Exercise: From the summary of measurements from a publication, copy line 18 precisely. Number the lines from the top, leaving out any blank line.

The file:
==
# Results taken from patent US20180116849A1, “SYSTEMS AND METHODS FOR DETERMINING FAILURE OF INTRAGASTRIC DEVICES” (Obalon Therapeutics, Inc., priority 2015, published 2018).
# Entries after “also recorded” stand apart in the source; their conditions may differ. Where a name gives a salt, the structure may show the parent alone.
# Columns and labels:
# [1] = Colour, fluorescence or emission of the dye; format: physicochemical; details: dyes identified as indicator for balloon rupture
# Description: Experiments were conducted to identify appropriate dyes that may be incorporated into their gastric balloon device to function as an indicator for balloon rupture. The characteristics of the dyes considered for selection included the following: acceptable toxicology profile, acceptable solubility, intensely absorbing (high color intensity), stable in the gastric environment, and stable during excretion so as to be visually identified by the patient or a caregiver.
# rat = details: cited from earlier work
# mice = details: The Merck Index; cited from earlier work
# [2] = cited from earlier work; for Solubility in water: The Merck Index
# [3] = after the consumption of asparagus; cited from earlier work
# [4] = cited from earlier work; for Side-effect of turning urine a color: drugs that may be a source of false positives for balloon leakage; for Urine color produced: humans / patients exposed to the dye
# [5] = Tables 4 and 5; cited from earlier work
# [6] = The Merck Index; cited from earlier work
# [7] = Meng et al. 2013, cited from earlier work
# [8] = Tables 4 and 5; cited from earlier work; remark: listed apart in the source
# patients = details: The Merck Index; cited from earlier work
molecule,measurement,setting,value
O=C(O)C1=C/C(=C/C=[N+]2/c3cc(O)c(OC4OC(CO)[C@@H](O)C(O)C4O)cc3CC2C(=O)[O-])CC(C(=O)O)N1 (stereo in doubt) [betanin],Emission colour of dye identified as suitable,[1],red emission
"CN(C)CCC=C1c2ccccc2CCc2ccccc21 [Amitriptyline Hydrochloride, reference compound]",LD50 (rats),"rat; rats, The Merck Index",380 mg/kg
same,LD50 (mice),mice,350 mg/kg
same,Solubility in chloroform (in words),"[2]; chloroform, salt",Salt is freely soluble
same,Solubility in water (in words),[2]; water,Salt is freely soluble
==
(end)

"CN(C)CCC=C1c2ccccc2CCc2ccccc21 [Amitriptyline Hydrochloride, reference compound]",LD50 (rats),"rat; rats, The Merck Index",380 mg/kg